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Developer or Builder - Who is Responsible

Discussion in 'Development' started by MTR, 29th Sep, 2015.

  1. MTR

    MTR Well-Known Member Premium Member

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    Am currently developing interstate have a building inspector checking each stage.

    BI identified defect regarding "fire separation wall", this has currently being rectified.

    My concern is if the townhouses burnt down due to the defect who is responsible, builder/developer?

    Of course you take out insurance, but could the insurance company go for the developer?

    BTW, to date very happy with the builder, but I would always use a building inspector, at $400 per stage, full report, its worth its weight in gold.

    MTR:)
     
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  2. Westminster

    Westminster Tigress at Tiger Developments Business Member

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    Builder all the way. They are the licensed operator for all construction works and have indemnity insurance for this.
     
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  3. MTR

    MTR Well-Known Member Premium Member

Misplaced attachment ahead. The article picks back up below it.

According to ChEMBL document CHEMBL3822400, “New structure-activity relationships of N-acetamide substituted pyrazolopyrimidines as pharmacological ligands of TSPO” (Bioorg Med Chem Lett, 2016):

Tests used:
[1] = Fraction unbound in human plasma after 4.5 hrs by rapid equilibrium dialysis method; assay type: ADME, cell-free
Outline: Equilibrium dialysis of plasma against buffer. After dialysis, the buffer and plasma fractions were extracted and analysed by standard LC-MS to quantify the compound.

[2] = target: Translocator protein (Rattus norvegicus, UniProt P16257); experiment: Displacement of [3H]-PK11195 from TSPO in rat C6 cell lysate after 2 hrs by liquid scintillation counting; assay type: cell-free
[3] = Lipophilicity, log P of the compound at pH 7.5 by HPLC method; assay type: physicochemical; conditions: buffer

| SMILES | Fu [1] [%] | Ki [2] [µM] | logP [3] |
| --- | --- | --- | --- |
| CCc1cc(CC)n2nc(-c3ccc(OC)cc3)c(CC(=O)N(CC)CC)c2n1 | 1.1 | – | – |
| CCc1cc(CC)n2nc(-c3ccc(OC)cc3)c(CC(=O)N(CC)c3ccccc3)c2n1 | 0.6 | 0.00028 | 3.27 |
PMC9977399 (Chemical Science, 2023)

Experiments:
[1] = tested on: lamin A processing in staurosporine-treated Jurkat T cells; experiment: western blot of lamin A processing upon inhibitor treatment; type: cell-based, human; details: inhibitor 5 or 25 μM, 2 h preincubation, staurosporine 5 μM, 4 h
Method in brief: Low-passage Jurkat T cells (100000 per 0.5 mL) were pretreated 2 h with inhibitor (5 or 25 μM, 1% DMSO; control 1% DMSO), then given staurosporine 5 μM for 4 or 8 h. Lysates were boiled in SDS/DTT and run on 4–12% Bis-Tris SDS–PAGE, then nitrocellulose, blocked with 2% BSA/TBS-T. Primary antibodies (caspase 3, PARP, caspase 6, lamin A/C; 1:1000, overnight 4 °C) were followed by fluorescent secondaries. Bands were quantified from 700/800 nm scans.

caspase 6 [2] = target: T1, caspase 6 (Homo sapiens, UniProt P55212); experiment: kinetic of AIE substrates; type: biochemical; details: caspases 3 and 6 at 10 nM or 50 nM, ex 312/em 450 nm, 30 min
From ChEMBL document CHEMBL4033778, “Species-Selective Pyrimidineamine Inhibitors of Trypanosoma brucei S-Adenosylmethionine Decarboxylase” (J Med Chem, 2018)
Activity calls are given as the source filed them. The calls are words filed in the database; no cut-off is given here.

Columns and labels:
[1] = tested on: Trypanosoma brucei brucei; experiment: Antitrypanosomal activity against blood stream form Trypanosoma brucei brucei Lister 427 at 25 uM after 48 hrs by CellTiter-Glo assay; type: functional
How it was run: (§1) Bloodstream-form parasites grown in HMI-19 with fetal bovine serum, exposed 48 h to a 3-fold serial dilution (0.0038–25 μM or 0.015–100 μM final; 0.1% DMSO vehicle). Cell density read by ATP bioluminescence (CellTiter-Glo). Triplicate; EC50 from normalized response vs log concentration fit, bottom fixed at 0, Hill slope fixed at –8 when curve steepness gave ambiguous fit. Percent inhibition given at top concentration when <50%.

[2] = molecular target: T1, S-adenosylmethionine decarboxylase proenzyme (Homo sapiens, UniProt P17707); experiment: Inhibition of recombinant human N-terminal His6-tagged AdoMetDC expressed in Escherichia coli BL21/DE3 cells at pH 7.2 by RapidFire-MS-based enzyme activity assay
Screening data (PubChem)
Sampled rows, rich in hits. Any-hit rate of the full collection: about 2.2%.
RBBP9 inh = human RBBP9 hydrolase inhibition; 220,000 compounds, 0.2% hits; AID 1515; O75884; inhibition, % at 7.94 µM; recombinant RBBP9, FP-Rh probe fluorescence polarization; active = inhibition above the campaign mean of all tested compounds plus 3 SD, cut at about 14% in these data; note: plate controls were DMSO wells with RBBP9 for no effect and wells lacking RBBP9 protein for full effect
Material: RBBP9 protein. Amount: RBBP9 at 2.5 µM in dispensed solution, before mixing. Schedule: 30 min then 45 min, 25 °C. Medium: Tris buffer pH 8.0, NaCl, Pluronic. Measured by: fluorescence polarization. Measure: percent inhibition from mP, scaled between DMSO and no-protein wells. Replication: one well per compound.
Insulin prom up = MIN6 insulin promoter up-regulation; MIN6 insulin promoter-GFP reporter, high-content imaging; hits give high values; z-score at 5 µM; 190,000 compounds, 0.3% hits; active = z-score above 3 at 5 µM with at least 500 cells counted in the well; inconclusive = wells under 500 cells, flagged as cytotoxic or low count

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    Even after 7 years?
     
  4. Chomp

    Chomp Well-Known Member

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    Its a hard one but the courts would probably hold both builder and designer partly responsible.

    I don't think they could go the developer as that is not their expertise.
     
  5. Perthguy

    Perthguy Well-Known Member

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    That's a great deal. I want to do the same in Perth. Money well spent.
     
  6. Scott No Mates

    Scott No Mates Well-Known Member

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    Technically it will be anyone still standing. First port of call will be builder, then certifier who signed off the wall, then designer, developer.

    Do what everyone else does, sell out and close the entity.

    Buy in a new entity for the next one.
     
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  7. MTR

    MTR Well-Known Member Premium Member

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    I did not realise this is what developers do.
    If you are holding development sites in same entity, this may not be possible.
    Sounds like it could be a messy process.
     
  8. Scott No Mates

    Scott No Mates Well-Known Member

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    Build the lot, then run. Structure it correctly for the next lot.
     
  9. D.T.

    D.T. Adelaide Property Manager Business Member

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    Yup, this is beginner tactics :)
     
  10. MTR

    MTR Well-Known Member Premium Member

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    Meeting accountant in November will be a question to ask

    MTR:)
     
  11. DanW

    DanW Well-Known Member

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    How does this work from a tax point of view though?

    One of the advantages of developing in a company is you only pay 30% tax on the profits, and then you can re-use the profits straight into the next project without paying your marginal tax rate. Since it's not a trust, you don't have to distribute to individual..